[Column] Ryan Mer: Why building a culture of cyber awareness should start at the top
As more companies recognise the importance of taking measures to protect themselves and their customers by installing sophisticated malware detection systems, and utilising the services of cyber security experts, they may not be assisting their internal stakeholders who are the custodians of much of their data, otherwise known as employees, to safeguard themselves against attack.
Companies frequently organise wellness days for physical and mental health awareness, or team building and feel-good events, but few, if any, take steps to teach safe and healthy digital practices. Setting an example from the top of the company down is the best place to start instilling good ‘digital hygiene’ at every level of a company’s structure.
With the advent of remote working, and load shedding that has forced many people to seek connectivity in coffee shops, internet cafes and on other public networks, our cell phones, laptops, and tablets are even more exposed. The first step in leading from the top is being a pioneer of cyber security measures and consistently communicating these to staff through customised education and training.
It's equally important to appreciate that there’s a technical component to cyber awareness that can present a learning curve for some staff members. This makes having robust, automated systems that serve as an extra check and balance critical for businesses today, especially those in the SME sector, who will have a much harder time recovering from the financial consequences following a security breach or act of fraud.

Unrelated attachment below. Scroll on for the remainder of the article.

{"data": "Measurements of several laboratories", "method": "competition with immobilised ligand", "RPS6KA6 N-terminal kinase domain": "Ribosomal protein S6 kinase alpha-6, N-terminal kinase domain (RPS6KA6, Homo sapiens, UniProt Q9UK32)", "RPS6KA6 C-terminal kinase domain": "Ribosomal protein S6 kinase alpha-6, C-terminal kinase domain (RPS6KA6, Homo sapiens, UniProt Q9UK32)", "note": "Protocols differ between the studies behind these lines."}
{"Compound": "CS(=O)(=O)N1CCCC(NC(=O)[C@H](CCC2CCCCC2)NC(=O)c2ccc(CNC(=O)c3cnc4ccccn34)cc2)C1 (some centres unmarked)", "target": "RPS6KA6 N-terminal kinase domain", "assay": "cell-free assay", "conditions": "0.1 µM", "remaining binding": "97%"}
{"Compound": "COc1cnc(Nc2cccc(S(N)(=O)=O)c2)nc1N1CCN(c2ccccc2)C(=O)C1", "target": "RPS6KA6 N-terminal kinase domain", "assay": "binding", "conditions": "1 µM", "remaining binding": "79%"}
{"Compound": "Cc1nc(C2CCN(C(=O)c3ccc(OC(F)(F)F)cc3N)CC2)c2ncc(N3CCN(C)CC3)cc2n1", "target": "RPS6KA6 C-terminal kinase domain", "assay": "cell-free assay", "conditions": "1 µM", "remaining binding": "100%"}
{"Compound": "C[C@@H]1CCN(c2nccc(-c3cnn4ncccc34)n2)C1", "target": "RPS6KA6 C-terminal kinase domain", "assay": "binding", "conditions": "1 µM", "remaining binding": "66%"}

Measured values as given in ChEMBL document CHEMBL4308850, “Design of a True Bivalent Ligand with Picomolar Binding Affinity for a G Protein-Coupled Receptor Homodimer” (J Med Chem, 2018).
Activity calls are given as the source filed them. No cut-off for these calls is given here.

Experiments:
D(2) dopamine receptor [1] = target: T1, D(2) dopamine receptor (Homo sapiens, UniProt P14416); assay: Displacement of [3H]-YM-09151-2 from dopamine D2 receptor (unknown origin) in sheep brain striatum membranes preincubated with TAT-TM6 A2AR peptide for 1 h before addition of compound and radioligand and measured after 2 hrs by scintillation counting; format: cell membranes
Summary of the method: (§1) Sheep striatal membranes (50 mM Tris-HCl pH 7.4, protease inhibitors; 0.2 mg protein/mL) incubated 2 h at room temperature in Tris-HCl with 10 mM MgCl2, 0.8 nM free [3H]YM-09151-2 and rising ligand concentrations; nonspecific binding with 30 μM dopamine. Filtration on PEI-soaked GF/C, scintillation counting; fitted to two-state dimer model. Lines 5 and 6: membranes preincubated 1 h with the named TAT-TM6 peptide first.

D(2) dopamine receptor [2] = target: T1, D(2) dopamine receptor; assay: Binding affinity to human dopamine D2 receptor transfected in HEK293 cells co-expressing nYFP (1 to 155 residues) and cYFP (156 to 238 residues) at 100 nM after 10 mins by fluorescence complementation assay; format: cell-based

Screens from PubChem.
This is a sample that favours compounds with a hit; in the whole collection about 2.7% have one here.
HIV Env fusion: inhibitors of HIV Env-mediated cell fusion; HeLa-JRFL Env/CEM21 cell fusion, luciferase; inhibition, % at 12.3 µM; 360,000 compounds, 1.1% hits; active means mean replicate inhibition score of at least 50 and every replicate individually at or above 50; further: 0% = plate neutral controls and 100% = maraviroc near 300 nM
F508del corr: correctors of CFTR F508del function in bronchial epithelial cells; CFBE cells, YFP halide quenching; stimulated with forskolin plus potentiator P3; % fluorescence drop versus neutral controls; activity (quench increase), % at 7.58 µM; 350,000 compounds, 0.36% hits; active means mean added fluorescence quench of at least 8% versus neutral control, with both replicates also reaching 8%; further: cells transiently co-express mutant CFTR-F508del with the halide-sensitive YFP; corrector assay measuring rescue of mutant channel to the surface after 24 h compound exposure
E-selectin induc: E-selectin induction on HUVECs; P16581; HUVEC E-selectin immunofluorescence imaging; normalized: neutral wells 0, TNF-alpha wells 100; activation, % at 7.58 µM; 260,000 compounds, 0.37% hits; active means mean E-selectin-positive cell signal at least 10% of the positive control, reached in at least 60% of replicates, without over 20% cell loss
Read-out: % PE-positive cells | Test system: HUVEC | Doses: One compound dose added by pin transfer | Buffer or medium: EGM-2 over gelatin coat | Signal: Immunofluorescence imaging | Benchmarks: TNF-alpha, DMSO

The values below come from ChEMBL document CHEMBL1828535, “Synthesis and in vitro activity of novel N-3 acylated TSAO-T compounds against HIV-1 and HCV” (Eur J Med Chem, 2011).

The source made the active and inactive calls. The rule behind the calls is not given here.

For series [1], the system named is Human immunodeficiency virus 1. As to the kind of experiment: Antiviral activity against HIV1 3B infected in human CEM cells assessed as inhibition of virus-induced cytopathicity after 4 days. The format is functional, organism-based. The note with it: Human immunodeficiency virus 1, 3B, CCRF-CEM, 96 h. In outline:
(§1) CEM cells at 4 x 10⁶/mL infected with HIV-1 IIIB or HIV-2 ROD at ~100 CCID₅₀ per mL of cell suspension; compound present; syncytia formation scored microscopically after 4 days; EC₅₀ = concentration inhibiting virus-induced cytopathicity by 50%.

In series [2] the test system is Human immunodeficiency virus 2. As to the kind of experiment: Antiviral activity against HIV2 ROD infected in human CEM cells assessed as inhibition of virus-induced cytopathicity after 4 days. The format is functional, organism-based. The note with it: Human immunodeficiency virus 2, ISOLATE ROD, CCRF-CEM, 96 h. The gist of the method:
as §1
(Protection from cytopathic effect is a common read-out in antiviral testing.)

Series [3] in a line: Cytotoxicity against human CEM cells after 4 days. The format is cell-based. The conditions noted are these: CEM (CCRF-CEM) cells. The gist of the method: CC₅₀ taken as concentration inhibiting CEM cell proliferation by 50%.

Training in identifying suspect emails and dodgy attachments is also useful for staff, who may easily be convinced to proceed with actioning a payment request from the CFO or open a proof of payment document from an unknown vendor. Most of us know that revealing a PIN number or One Time PIN is a complete no-no. But it bears repeating that there isn’t a reputable company anywhere that will call and ask you to disclose this information, so helping employees to understand the consequences of gullibility can also go a long way in preventing a cyber disaster. Cyber threats are often thought of alongside images of a lone hacker in a hoodie, but because cyber criminals are financially motivated, they run their operations like a business and can be very persuasive when targeting victims.
Payment fraud is amongst the most common weaknesses in companies and occurs when invoice payments and salary runs are being processed. A platform like eftsure can mitigate the risks of such fraud, by automatically verifying and re-checking the integrity of the payment details of every company payment prior to payment release. Real-time prevention is the first line in a company’s defence against fraud and can avert loss of funds, lengthy system shutdowns, forensic investigations and other costly remediation measures after a security breach has been detected.
Most internal IT departments can teach your staff preventative measures to avoid cyberattacks, but whether you use in-house resources or outsource to experts in the cyber security field, it is important that your company first and foremost takes steps to protect itself. By demonstrating that you take everyone’s cyber safety seriously – both inside and outside the organisation - you will be showing responsible leadership and awareness that modern-day threats pose to the stability of your enterprise.